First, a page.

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A Great Bird
It must be those lucid dreams Mr. K has.
Originally published at Literally Stories, this is the first of four stories that I’ve edited significantly after publishing them — or in this case, submitted an alternate version when the original was on track to publish! The folks at Literally Stories preferred the version you can see on their site, but I still like this one as a different take!
Mrs. K wakes up one day and realizes something is not quite right. It must be her marriage. Her children are likeable. Her home is intentional. Her job is respected. It must be something else. It must be her marriage.
It must be those lucid dreams Mr. K has, the ones that make it hard for him to remember what was a dream and what was a memory. This has always bothered Mrs. K. She realizes now that if dreams and memories are the same thing, their wedding is no more special than his teenage fantasies. The day they met is no different from the dream he had where he met that woman from Game of Thrones. The fundamental truth of it dawns on her: their entire marriage is just one dream among many, the only one in which he had to compromise.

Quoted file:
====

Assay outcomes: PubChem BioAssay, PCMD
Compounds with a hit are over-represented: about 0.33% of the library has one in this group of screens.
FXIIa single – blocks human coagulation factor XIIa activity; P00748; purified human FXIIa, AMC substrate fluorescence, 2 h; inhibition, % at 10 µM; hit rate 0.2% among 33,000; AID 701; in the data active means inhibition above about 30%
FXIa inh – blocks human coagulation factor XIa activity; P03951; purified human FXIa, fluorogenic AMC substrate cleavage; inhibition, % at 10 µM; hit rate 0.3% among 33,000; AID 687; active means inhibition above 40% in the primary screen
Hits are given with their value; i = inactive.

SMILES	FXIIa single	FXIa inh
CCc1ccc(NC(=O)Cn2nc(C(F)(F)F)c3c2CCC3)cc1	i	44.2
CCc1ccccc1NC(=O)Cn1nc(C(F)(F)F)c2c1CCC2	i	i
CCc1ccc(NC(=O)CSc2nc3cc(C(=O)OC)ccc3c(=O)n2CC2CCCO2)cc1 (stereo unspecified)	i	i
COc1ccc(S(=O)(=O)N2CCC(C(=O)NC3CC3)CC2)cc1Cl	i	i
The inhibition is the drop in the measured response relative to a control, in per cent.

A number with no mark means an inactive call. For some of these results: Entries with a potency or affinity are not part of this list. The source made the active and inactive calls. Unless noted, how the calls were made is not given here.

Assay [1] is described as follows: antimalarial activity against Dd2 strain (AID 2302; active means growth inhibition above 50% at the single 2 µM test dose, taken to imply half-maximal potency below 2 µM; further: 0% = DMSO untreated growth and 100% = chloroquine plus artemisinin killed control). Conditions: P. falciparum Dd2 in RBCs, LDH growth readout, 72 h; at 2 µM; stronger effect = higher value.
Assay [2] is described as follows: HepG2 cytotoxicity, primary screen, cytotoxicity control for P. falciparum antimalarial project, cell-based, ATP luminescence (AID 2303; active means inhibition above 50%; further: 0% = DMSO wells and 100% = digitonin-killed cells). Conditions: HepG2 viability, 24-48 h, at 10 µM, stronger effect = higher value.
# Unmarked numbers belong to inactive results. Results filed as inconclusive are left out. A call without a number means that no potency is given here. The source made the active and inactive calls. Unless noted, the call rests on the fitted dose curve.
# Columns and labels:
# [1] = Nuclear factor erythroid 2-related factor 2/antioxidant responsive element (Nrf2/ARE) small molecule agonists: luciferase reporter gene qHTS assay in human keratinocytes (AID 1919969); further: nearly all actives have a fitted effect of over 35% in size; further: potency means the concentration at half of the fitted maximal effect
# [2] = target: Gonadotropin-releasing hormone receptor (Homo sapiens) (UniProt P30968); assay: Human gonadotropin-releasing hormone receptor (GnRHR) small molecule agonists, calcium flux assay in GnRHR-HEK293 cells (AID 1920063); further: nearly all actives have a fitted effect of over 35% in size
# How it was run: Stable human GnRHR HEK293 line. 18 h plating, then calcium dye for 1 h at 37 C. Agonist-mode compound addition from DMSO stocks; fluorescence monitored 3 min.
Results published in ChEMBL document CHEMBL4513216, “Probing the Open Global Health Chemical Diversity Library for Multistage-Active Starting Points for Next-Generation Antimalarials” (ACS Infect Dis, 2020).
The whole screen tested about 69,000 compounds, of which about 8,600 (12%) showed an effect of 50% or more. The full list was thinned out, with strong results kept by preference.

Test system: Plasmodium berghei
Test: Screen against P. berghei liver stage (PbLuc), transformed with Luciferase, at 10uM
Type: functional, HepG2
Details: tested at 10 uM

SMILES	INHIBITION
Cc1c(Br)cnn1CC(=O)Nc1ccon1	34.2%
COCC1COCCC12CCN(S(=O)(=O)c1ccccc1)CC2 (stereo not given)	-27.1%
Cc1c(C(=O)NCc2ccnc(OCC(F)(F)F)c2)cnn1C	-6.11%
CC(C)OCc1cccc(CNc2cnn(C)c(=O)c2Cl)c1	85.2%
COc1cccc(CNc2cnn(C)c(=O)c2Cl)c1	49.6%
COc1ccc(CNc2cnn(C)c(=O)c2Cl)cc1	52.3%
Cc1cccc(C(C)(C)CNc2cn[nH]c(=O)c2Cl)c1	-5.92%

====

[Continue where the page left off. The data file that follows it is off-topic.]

Mrs. K stares at herself in the mirror and says: It's all ruined. It's all fucked.
She turns to him that night and asks him if he is faithful to her when he lucid dreams.
Mr. K says: It is almost morning, I am going to prepare the children's lunches, and besides, I do not often lucid dream anymore.
Mrs. K lies in bed, shattered. She knows what she must do. Night after night, she trains herself to lucid dream.
Mr. K knows. He warns Mrs. K that the people she encounters in her dreams are not the people from her waking life. He says they cannot tell her anything she does not already know. He says it is dangerous. Mrs. K turns away from him and enters the dream world. In it, the bread on their table is warm bread she has made. She can fly and does so, circling the house like a great and terrible bird. Mr. K comes out to stare at her. He beckons the children, who are standing at the door wailing, refusing to join him.
Do you see? Mrs. K cries down to them. Do you see what you've done to me? Mr. K cries back, but whether he recognizes her or not she cannot tell. The sound of her great wings and feathers, lofting her farther and farther into the air, drowns out any sound.